Churches Continue to be Prime Targets for Social Engineering Scams and Email Attacks
Recently at Enable Ministry Partners, we have witnessed a rash of compromised (hacked) email accounts amongst churches and some of our clients. Compromised accounts pose dangerous security risks to churches and other organizations. Once an account is compromised, attackers can send any messages they desire directly from the compromised mailbox. Because the email comes directly from the compromised email account, the message appears to be a legitimate email from the mailbox owner.
In recent cases, the attackers were able to determine the organization’s bank account information quickly and send messages to the client’s bank via the compromised mailbox. These messages requested fraudulent account access changes and wire transfers. Unfortunately, because of this activity, some churches have experienced financial losses and leaks of their private church management database information. We have written about these types of attacks in other places, e.g., https://enableministry.com/2019/08/01/email-security/.
Cybercriminals are Using our Own Tools (and Human Nature!) Against Us
How can these “bad guys” compromise so many email accounts? One answer is that they are clever and have figured out how to use human nature and the church’s security protocols against unwitting users. One increasingly common and particularly frustrating approach cybercriminals utilize is a “Multi-Factor Authentication (MFA) Fatigue attack.”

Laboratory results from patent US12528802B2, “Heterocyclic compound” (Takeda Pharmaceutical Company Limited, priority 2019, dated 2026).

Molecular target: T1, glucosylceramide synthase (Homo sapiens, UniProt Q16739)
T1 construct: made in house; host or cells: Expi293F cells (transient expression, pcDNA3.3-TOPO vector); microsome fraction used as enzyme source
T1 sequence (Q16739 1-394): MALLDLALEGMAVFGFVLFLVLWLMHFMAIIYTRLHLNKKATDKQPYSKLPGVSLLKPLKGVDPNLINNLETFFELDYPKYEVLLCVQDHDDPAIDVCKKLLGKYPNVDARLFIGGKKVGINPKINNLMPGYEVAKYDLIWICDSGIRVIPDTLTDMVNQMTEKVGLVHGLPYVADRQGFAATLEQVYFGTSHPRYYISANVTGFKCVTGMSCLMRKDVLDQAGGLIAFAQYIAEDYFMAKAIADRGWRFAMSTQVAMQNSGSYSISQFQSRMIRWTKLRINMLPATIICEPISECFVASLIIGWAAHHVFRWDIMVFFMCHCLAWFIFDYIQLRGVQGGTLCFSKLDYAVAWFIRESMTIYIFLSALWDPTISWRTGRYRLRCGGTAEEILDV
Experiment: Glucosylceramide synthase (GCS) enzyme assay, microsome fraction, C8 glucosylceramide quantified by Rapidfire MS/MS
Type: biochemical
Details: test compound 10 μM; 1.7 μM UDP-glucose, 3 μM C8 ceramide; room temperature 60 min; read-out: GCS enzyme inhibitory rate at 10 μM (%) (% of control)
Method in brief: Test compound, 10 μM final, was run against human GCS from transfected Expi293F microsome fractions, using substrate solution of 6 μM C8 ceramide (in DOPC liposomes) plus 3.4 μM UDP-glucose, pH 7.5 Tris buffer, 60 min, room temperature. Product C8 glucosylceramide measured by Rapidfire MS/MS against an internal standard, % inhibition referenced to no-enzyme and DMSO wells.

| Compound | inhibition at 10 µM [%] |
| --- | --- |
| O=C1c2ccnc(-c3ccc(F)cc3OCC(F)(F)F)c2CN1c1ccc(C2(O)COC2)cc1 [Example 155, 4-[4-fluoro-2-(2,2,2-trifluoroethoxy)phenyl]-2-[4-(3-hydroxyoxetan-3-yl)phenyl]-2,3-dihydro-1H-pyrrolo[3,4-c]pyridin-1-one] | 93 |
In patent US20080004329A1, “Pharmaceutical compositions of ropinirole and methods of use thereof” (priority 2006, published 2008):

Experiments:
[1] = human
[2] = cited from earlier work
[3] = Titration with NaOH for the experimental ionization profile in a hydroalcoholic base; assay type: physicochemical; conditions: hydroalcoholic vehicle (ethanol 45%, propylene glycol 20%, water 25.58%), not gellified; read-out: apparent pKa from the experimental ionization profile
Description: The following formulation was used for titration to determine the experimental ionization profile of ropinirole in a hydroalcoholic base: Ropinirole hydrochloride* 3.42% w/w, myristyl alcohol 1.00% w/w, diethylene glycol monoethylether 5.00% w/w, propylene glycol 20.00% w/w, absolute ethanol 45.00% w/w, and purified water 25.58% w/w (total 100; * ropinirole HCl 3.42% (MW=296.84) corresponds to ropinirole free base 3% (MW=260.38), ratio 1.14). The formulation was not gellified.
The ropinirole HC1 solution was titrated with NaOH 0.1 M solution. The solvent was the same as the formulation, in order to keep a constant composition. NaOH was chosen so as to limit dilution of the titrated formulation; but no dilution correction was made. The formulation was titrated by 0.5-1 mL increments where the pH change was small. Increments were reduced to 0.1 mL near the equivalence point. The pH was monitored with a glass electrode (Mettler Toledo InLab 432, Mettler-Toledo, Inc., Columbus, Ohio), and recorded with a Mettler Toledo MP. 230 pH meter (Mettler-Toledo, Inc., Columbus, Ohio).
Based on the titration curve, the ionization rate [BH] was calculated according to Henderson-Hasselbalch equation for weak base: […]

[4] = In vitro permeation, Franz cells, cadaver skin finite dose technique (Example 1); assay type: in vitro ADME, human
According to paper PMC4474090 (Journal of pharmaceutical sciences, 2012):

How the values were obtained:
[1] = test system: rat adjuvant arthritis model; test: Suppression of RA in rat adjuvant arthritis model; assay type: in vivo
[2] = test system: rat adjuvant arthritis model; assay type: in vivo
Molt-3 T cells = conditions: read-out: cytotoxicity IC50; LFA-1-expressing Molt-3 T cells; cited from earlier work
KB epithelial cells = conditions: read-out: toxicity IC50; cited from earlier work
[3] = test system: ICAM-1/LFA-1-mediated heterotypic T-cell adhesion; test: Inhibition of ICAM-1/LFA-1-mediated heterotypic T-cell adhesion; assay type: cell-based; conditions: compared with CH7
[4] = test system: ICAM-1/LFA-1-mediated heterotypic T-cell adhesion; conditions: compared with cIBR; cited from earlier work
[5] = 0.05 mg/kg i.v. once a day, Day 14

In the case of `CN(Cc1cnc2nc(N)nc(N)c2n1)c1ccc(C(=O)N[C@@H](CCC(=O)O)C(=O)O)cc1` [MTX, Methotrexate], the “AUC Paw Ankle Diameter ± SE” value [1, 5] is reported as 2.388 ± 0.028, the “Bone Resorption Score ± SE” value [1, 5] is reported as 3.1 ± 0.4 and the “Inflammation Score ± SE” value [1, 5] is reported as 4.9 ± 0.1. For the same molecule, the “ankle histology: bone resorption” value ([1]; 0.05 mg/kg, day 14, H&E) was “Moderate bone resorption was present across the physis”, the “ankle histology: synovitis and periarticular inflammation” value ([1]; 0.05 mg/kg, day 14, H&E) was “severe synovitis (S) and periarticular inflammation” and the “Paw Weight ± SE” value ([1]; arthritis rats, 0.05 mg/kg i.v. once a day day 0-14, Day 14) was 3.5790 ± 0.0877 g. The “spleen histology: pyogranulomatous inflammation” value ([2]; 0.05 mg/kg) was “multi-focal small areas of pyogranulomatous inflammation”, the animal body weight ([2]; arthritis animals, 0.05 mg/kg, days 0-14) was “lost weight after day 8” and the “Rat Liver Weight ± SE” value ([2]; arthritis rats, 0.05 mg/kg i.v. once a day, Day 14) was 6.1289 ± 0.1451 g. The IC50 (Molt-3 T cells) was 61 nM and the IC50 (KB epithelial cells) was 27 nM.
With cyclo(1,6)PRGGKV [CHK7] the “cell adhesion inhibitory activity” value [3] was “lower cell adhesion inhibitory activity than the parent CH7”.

As most users know, Multi-Factor Authentication is a method whereby a user can be protected from attack even when their primary login information and credentials have been stolen. By requiring additional confirmation of identity via a cell phone or other personal device that is in the physical control of the rightful account holder, MFA can prevent unauthorized logins by a “bad actor.”
MFA Fatigue attacks are insidious. In these attacks, a cybercriminal who has stolen a user’s account credentials repeatedly attempts to log in to the user’s account. These repeated attempts create and send a constant barrage of MFA push requests to the victim’s mobile device. This situation is annoying and tiring for the user. The goal of this continuous bombardment of MFA push requests is to persist until the victim lets their guard down and unknowingly allows the “bad” actor into their account.
Unfortunately, in the face of continuous attacks, many people get annoyed and worn down. Also, as these types of attacks become more familiar and commonplace, the attacks begin to lose their feeling of threat or danger. Once the sense of danger is gone, people may start to downplay or discount the seriousness of the situation. They cease being vigilant and may choose “Accept” to the MFA prompt to stop the barrage of requests. At this point, the “bad guy” has successfully entered their account and, potentially, the rest of the church’s systems.
So, What Can We Do to Protect Ourselves?